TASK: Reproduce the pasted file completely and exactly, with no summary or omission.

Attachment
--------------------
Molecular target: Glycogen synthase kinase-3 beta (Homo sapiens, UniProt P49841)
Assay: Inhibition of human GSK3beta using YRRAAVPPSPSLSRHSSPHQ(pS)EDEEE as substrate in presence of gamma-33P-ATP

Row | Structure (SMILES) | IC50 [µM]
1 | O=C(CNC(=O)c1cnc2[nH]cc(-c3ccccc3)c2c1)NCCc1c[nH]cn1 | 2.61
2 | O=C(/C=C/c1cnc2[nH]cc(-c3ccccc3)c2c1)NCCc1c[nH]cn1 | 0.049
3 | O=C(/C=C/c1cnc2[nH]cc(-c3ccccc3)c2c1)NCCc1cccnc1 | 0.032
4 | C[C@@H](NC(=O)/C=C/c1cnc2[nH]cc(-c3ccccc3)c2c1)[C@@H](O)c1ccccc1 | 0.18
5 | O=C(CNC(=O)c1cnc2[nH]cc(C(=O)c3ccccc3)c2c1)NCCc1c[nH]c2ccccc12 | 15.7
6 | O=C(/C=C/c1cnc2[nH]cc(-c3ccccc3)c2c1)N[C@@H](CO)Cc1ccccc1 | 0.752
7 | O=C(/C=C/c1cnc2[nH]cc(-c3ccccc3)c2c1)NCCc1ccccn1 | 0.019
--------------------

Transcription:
Molecular target: Glycogen synthase kinase-3 beta (Homo sapiens, UniProt P49841)
Assay: Inhibition of human GSK3beta using YRRAAVPPSPSLSRHSSPHQ(pS)EDEEE as substrate in presence of gamma-33P-ATP

Row | Structure (SMILES) | IC50 [µM]
1 | O=C(CNC(=O)c1cnc2[nH]cc(-c3ccccc3)c2c1)NCCc1c[nH]cn1 | 2.61
2 | O=C(/C=C/c1cnc2[nH]cc(-c3ccccc3)c2c1)NCCc1c[nH]cn1 | 0.049
3 | O=C(/C=C/c1cnc2[nH]cc(-c3ccccc3)c2c1)NCCc1cccnc1 | 0.032
4 | C[C@@H](NC(=O)/C=C/c1cnc2[nH]cc(-c3ccccc3)c2c1)[C@@H](O)c1ccccc1 | 0.18
5 | O=C(CNC(=O)c1cnc2[nH]cc(C(=O)c3ccccc3)c2c1)NCCc1c[nH]c2ccccc12 | 15.7
6 | O=C(/C=C/c1cnc2[nH]cc(-c3ccccc3)c2c1)N[C@@H](CO)Cc1ccccc1 | 0.752
7 | O=C(/C=C/c1cnc2[nH]cc(-c3ccccc3)c2c1)NCCc1ccccn1 | 0.019